A Block in action at the Armitage against the University of Manchester  Development Team
Photo: Adam Pogrund @ The Mancunion

In spite of only being an intramural football league,  it is extremely competitive. Many teams hold weekly training sessions and out-of-season friendlies. The seriousness of the league is best indicated by the repeated requests from prospective players to join A Block. Captain George Howard reveals “You’d think I was joking but we genuinely had an email from someone’s agent asking about trials.”

For many, captaining and managing an 11-a-side football team may sound like too significant of a commitment, especially whilst trying to remain on top of work in the third year. George is also a co-founder of the event’s company DR3 Sounds. Nevertheless, he remains positive about his role.

“With captaincy comes a large plate of responsibilities which some people may struggle to balance with uni work. However, I’d argue that the success of the club has considerably motivated me to put aside a bit of time each week to ensure that I keep the same standard of captaincy. There’s no better feeling than earning three points each week with a great group of lads, who help me with lots of the jobs anyway.”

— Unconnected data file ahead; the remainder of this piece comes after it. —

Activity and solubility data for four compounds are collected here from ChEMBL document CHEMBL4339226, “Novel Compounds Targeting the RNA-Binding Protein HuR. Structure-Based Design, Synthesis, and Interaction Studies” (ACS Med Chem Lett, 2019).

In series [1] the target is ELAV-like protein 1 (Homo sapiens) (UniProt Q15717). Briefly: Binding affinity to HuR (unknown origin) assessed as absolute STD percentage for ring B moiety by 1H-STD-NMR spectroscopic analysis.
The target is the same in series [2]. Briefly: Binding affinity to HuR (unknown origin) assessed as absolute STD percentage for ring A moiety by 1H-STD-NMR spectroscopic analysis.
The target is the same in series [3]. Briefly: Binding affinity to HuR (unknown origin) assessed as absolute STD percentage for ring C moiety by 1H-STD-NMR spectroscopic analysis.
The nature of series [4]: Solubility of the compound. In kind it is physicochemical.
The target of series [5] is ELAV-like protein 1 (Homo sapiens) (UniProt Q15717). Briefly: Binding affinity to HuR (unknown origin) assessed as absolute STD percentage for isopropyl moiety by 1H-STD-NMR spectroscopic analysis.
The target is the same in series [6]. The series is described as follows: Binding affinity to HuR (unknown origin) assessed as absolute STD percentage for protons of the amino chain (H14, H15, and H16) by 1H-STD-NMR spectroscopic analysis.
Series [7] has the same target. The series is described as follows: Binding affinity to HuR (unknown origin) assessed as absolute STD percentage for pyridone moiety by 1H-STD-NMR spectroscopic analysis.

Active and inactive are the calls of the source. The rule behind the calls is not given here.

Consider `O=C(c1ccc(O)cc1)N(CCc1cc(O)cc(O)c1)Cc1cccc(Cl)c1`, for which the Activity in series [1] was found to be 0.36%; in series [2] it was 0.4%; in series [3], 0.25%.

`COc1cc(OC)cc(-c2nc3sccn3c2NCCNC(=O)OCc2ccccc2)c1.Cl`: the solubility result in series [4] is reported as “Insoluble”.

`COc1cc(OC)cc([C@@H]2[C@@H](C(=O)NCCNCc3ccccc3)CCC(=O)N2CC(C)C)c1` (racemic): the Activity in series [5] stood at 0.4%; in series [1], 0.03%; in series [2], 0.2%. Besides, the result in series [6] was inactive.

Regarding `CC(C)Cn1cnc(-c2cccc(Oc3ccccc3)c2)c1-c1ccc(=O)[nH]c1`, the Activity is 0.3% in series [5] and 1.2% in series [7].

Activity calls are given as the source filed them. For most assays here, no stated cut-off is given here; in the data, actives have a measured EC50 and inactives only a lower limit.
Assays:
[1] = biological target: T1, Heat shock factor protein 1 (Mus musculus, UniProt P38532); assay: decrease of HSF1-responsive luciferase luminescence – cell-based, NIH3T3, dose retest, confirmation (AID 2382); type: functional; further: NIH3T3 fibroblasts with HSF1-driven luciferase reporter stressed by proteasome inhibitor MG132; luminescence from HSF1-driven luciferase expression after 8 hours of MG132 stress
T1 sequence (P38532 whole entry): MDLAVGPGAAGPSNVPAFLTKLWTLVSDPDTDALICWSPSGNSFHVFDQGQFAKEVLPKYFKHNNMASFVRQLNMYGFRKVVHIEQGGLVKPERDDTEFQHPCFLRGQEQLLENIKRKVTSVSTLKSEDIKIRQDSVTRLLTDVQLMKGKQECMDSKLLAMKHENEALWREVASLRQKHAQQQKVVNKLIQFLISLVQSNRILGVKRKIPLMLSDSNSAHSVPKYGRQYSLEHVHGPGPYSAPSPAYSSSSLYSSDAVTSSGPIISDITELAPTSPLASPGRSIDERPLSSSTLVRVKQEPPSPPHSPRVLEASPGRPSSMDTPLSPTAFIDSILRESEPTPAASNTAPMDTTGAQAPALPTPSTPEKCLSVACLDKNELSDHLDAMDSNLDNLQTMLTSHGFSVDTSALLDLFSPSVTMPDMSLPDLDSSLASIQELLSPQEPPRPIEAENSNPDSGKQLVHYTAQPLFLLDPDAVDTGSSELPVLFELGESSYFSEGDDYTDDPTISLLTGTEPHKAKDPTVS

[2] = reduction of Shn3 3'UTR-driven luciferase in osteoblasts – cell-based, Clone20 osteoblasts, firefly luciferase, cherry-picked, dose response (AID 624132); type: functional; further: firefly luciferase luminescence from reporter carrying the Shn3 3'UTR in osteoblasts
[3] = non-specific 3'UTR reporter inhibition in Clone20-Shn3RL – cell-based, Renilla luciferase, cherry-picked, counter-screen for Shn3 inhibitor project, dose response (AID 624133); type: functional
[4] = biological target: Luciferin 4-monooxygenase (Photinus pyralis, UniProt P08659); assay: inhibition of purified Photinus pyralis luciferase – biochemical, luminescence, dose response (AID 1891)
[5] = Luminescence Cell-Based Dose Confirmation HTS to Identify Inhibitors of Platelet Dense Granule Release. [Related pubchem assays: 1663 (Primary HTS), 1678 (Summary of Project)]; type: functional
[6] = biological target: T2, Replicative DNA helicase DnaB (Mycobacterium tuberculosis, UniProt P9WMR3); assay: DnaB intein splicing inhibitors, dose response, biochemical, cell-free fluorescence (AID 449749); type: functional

Oliver Sprague Kelly is another player amongst the senior leadership team, combining his position in central midfield with being the social media secretary. He even managed to find A Block a sponsor, the chicken shop Peck Peck, located in Hackney.

A Block’s players are clearly dedicated to their side, and keen to achieve as much success as possible in their campus league careers. But, it is more than just the competitive edge of winning football that drives A Block. As is the case with most university sports, the social element is as important. Win, lose, or draw, post-match is spent at the Orion or Studio. Socials often occur, and end-of-term dinners take place at Moon in Withington.

A trip to Liverpool for the end-of-season awards is being planned. Mikey Njai, a masters student living in Manchester for the first time, points out the social side of A Block. “Joining A Block really helped me settle into Manchester. I slyly knew a few people here already, but after my first game for A Block I instantly felt at home. It has been a great experience playing every week too, and gives me something to look forward to midweek.”

Photo: Adam Pogrund @ The Mancunion

What next for A Block? Most of the team are rapidly approaching the end of their undergraduate degrees. Whilst some are looking to remain in Manchester post-uni, there will be many players missed too. There is no guarantee that in 2023/24 A Block will manage to compete at the same high standards as it currently is. Whatever happens in the future it has been a great two years, and a highlight of its players’ time in Manchester.

To keep up with A Block’s progress for the rest of the season, follow @ABlockAthletic on Instagram. 

For more information on how to become involved in university sport campus leagues here!



Sports Editor (2022/23)